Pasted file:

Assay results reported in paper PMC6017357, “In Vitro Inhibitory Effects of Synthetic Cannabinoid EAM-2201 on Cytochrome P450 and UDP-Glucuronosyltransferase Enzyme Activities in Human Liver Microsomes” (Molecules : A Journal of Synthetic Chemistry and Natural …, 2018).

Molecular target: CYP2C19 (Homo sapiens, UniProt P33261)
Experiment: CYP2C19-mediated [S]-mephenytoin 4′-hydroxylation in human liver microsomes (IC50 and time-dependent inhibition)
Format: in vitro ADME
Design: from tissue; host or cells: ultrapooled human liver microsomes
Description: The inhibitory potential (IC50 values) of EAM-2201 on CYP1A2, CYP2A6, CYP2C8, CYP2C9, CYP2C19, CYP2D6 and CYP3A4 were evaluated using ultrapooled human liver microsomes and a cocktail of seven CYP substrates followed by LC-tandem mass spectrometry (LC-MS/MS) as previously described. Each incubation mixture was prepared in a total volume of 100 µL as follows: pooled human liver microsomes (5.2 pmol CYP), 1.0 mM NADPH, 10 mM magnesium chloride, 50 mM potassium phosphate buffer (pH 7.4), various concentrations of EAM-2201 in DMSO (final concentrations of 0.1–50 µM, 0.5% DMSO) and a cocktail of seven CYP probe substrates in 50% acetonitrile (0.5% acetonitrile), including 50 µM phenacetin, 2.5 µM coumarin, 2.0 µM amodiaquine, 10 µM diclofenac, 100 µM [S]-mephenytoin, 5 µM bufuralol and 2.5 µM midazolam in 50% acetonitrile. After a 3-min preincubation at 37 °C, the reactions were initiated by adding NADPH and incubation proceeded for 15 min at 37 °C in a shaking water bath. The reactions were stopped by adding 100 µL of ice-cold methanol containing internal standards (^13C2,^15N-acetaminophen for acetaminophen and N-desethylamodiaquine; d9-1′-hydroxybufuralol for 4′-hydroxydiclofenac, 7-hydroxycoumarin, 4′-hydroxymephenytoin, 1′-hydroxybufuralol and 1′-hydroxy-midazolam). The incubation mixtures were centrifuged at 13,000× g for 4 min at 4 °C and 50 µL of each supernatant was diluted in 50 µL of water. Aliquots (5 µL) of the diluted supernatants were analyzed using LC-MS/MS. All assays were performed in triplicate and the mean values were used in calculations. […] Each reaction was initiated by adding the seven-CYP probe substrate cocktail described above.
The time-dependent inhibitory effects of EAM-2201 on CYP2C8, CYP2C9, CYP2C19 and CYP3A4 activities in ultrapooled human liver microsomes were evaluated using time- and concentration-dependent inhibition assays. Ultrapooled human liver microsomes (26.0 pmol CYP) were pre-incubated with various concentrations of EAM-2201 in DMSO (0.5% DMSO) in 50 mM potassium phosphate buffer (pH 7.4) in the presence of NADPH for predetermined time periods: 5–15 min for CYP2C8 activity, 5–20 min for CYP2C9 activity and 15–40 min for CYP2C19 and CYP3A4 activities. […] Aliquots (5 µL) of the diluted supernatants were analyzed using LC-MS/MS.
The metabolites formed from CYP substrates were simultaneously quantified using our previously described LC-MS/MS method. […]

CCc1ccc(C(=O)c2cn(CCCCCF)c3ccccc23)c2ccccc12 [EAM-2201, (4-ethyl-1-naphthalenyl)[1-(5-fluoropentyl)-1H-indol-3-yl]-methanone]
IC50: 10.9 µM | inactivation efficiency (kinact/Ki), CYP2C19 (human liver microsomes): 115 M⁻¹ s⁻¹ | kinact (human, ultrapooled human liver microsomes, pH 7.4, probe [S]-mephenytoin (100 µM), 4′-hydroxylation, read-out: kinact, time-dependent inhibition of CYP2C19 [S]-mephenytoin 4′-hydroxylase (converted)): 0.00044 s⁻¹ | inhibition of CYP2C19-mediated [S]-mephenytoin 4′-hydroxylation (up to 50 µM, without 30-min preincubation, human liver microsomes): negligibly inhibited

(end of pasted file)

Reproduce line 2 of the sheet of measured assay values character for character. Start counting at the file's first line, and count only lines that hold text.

Molecular target: CYP2C19 (Homo sapiens, UniProt P33261)